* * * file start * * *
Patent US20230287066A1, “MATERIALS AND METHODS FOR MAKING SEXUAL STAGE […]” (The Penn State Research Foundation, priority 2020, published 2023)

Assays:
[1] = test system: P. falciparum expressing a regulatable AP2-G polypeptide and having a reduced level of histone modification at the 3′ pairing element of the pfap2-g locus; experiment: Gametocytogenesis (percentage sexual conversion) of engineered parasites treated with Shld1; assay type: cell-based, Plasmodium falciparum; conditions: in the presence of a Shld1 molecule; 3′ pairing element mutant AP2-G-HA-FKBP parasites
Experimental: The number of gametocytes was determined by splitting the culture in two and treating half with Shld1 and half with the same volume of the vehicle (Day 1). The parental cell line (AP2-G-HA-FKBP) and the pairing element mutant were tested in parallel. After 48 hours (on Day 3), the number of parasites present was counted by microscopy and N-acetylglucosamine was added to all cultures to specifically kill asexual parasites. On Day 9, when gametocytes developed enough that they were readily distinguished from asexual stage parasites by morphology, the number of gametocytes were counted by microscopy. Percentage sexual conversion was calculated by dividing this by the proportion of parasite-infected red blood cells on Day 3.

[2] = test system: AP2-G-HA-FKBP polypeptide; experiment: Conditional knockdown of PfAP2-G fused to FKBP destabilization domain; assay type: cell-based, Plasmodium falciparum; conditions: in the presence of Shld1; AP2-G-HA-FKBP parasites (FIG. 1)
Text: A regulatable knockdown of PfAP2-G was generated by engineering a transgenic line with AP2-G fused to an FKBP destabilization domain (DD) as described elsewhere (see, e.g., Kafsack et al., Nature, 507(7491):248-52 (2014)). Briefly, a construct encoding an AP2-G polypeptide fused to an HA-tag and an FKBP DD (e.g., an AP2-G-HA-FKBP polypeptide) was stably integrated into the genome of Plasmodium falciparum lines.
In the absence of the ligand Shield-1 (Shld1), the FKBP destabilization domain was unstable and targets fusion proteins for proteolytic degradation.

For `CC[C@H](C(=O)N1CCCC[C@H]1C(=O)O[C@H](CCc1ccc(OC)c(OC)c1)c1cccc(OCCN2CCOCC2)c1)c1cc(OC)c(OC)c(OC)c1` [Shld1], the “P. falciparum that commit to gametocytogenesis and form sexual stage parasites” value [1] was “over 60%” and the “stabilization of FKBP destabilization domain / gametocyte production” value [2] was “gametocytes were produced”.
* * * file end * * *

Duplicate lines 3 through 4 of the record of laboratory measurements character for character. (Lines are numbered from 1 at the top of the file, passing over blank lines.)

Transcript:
[1] = test system: P. falciparum expressing a regulatable AP2-G polypeptide and having a reduced level of histone modification at the 3′ pairing element of the pfap2-g locus; experiment: Gametocytogenesis (percentage sexual conversion) of engineered parasites treated with Shld1; assay type: cell-based, Plasmodium falciparum; conditions: in the presence of a Shld1 molecule; 3′ pairing element mutant AP2-G-HA-FKBP parasites
Experimental: The number of gametocytes was determined by splitting the culture in two and treating half with Shld1 and half with the same volume of the vehicle (Day 1). The parental cell line (AP2-G-HA-FKBP) and the pairing element mutant were tested in parallel. After 48 hours (on Day 3), the number of parasites present was counted by microscopy and N-acetylglucosamine was added to all cultures to specifically kill asexual parasites. On Day 9, when gametocytes developed enough that they were readily distinguished from asexual stage parasites by morphology, the number of gametocytes were counted by microscopy. Percentage sexual conversion was calculated by dividing this by the proportion of parasite-infected red blood cells on Day 3.